Somebody today thanked Barry Silk´s contribution of yesterday, I went back and checked and agree, its wonderful that a compiler takes the time to listen to his "subjects"
Another beautiful day here, sincere contentment to all.

Razzberry said...

Pish indeed!

Baloney - balderdash, blather, bunkum, claptrap, drivel, garbage, idiocy, piffle, poppycock, rigmarole, rubbish, tomfoolery, trash, twaddle...

Now aren't all of these better words than "pish"? These would be fun to add to your vocabulary. But "pish"; never, never, never.

No I've never constructed a crossword - but "pish"? - there just has to be a better way!

Enough already - sliding toward TGIF!

Remember to:
"Work like you don't need the money.

Love like you've never been hurt.

Dance like you do when nobody's watching."

drdad said...

Dick, I have a set of knives and gouging tools that are more commonly used for cutting out rubber blocks that are used in art for lithographic printing. They vary in size and work great for small detailed cuts in the "skim carving" technique that I use. I also have a set of small saws that I use when I decide to cut all the way through the pumpkin. Most times I don't however because when you cut all the way through you often have to make sure all the remaining parts are connected. With skim carving you don't have to worry about it.

DoesItinInk said...

Work has been hellish the last few days, so though I worked the crossword puzzle each day, I did not have time to post here. The puzzles this week have been a bit harder than usual, or so they seemed to me, though it is possible that my stress over work issues were too much of a mental distraction. Nevertheless I did manage to complete them all without Google. And today’s was 100% correct.

À propos some of the postings a couple of days ago about “nappy” and also à propos today’s theme is a column in a recent Chicago Tribune by Dawn Turner Trice in which she quotes a speech by Robert Kennedy after the assassination of his brother: But we have to make an effort in the United States; we have to make an effort to understand, to get beyond these rather difficult times. My favorite poet was Aeschylus. He once wrote: ‘Even in our sleep, pain which cannot forget falls drop by drop upon the heart, until, in our own despair, against our will, comes wisdom through the awful grace of God.’ What we need in the United States is not hatred; what we need in the United States is not violence and lawlessness, but is love and wisdom, and compassion toward one another; and a feeling of justice toward those who still suffer within our country, whether they be white or whether they be black.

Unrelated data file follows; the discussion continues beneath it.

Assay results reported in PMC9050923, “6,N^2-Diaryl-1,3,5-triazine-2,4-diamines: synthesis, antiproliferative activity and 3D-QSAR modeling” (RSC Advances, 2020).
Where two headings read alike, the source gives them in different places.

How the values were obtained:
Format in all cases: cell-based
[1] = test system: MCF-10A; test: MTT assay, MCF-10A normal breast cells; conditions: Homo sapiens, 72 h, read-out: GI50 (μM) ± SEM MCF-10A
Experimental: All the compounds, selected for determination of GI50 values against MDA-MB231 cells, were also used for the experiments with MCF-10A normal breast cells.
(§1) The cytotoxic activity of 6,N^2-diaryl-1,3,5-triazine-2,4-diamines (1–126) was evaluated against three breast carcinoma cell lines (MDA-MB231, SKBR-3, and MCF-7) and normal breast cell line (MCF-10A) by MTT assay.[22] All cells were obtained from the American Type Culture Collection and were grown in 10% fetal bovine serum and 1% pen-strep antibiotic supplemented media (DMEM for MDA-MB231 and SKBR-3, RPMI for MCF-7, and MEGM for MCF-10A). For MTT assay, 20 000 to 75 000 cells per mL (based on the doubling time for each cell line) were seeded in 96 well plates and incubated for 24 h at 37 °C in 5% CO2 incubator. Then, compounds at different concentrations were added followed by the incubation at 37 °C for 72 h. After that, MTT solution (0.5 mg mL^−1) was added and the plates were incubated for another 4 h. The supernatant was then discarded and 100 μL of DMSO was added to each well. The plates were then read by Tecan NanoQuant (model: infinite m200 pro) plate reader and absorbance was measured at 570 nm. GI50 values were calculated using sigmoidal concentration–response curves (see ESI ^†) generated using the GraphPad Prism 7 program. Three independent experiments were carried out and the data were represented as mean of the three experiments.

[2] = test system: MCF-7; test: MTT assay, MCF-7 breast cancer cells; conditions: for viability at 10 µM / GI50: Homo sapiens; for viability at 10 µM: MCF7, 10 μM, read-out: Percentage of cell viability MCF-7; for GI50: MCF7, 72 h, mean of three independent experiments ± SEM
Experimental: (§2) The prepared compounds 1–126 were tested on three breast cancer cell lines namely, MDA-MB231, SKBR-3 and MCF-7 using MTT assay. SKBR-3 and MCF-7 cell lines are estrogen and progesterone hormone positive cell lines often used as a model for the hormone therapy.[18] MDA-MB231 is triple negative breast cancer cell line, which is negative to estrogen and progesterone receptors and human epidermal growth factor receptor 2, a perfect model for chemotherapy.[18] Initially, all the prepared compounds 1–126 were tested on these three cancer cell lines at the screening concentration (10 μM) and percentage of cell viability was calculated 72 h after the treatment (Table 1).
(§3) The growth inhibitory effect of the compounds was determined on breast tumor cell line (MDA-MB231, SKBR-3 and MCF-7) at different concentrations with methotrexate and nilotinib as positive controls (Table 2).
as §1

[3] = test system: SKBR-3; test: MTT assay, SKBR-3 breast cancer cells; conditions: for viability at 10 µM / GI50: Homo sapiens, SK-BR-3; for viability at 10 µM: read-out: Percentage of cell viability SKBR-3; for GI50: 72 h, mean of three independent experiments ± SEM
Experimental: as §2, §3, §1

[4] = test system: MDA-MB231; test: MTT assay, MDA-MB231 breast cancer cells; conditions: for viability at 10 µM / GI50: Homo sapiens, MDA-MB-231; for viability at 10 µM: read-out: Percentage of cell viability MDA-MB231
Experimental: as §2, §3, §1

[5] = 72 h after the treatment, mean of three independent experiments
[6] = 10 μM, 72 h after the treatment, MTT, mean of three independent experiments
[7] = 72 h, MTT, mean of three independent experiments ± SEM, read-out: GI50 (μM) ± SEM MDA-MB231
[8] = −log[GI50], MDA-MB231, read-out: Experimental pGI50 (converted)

@chris in LA – Have you seen Ingmar Bergman’s last movie Sarabande, a sequel to his wonderful Scenes from a Marriage in which Bach’s Sarabande for Cello Suite No. 4 is featured? It is a superb movie!

Chris in LA said...

CC:

Here's a link to the art used in the "Women in Art" piece referenced earlier per your request:

http://www.maysstuff.com/womenidorg.htm

And no, I don't know the artist, I just give good email

;)

Chris in LA said...

@ doesitinink:
No, haven't seen it, but it looks like my kind of film (I've always been a "sucker" for chick-flicks & kid movies - if you haven't seen "Transformers" you have missed one of the best movies made in recent years IMHO). Thanks & I'll be looking for it.

Sorry for extra post - just answering questions.

@Dennis etal - congrats on your Phillies - Utley's play to the plate was one of the best infield plays I've seen in years!

Barb B said...

Well, that was like pulling teeth. First of all, I have such a hard time getting into my left brain in the morning; it’s so pleasant to just drift around unfocused before coffee. But puzzles help me get in gear, so that’s what I do. I work puzzles. And it’s Thursday quote day, and Alan Olshwang. Do I really want to? Yes. I can do this.